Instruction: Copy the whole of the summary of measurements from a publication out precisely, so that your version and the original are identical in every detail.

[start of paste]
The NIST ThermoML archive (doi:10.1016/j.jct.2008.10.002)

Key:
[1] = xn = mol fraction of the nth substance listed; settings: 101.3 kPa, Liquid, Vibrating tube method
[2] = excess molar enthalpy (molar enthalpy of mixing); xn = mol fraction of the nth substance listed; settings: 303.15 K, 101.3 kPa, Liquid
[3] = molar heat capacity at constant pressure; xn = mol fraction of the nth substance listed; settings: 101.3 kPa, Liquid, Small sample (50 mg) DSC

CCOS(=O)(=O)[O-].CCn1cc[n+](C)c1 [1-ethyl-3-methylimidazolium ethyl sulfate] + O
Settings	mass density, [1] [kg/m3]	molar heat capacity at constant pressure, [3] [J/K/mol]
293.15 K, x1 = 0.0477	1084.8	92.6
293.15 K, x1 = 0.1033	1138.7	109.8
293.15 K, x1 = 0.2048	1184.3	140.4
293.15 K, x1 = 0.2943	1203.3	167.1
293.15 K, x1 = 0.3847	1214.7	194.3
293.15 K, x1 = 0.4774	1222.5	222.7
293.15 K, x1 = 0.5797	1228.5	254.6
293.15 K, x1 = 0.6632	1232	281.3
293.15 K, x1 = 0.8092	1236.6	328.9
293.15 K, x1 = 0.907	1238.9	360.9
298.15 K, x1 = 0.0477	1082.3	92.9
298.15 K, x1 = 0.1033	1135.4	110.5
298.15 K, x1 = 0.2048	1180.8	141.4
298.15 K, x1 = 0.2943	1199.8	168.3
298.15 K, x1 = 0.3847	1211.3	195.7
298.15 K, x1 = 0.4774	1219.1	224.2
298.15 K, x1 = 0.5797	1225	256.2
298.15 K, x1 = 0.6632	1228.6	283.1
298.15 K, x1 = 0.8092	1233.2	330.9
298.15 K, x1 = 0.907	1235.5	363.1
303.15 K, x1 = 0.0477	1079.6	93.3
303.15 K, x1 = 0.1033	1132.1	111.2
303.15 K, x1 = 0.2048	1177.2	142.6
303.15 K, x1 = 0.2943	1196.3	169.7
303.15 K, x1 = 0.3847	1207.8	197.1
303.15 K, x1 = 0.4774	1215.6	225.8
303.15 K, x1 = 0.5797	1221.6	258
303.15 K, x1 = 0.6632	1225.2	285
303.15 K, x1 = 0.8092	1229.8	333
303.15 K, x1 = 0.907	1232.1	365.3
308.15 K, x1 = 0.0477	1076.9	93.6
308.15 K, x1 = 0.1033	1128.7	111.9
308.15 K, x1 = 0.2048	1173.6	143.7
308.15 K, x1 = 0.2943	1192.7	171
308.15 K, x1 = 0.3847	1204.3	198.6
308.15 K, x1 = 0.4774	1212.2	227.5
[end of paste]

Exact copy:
The NIST ThermoML archive (doi:10.1016/j.jct.2008.10.002)

Key:
[1] = xn = mol fraction of the nth substance listed; settings: 101.3 kPa, Liquid, Vibrating tube method
[2] = excess molar enthalpy (molar enthalpy of mixing); xn = mol fraction of the nth substance listed; settings: 303.15 K, 101.3 kPa, Liquid
[3] = molar heat capacity at constant pressure; xn = mol fraction of the nth substance listed; settings: 101.3 kPa, Liquid, Small sample (50 mg) DSC

CCOS(=O)(=O)[O-].CCn1cc[n+](C)c1 [1-ethyl-3-methylimidazolium ethyl sulfate] + O
Settings	mass density, [1] [kg/m3]	molar heat capacity at constant pressure, [3] [J/K/mol]
293.15 K, x1 = 0.0477	1084.8	92.6
293.15 K, x1 = 0.1033	1138.7	109.8
293.15 K, x1 = 0.2048	1184.3	140.4
293.15 K, x1 = 0.2943	1203.3	167.1
293.15 K, x1 = 0.3847	1214.7	194.3
293.15 K, x1 = 0.4774	1222.5	222.7
293.15 K, x1 = 0.5797	1228.5	254.6
293.15 K, x1 = 0.6632	1232	281.3
293.15 K, x1 = 0.8092	1236.6	328.9
293.15 K, x1 = 0.907	1238.9	360.9
298.15 K, x1 = 0.0477	1082.3	92.9
298.15 K, x1 = 0.1033	1135.4	110.5
298.15 K, x1 = 0.2048	1180.8	141.4
298.15 K, x1 = 0.2943	1199.8	168.3
298.15 K, x1 = 0.3847	1211.3	195.7
298.15 K, x1 = 0.4774	1219.1	224.2
298.15 K, x1 = 0.5797	1225	256.2
298.15 K, x1 = 0.6632	1228.6	283.1
298.15 K, x1 = 0.8092	1233.2	330.9
298.15 K, x1 = 0.907	1235.5	363.1
303.15 K, x1 = 0.0477	1079.6	93.3
303.15 K, x1 = 0.1033	1132.1	111.2
303.15 K, x1 = 0.2048	1177.2	142.6
303.15 K, x1 = 0.2943	1196.3	169.7
303.15 K, x1 = 0.3847	1207.8	197.1
303.15 K, x1 = 0.4774	1215.6	225.8
303.15 K, x1 = 0.5797	1221.6	258
303.15 K, x1 = 0.6632	1225.2	285
303.15 K, x1 = 0.8092	1229.8	333
303.15 K, x1 = 0.907	1232.1	365.3
308.15 K, x1 = 0.0477	1076.9	93.6
308.15 K, x1 = 0.1033	1128.7	111.9
308.15 K, x1 = 0.2048	1173.6	143.7
308.15 K, x1 = 0.2943	1192.7	171
308.15 K, x1 = 0.3847	1204.3	198.6
308.15 K, x1 = 0.4774	1212.2	227.5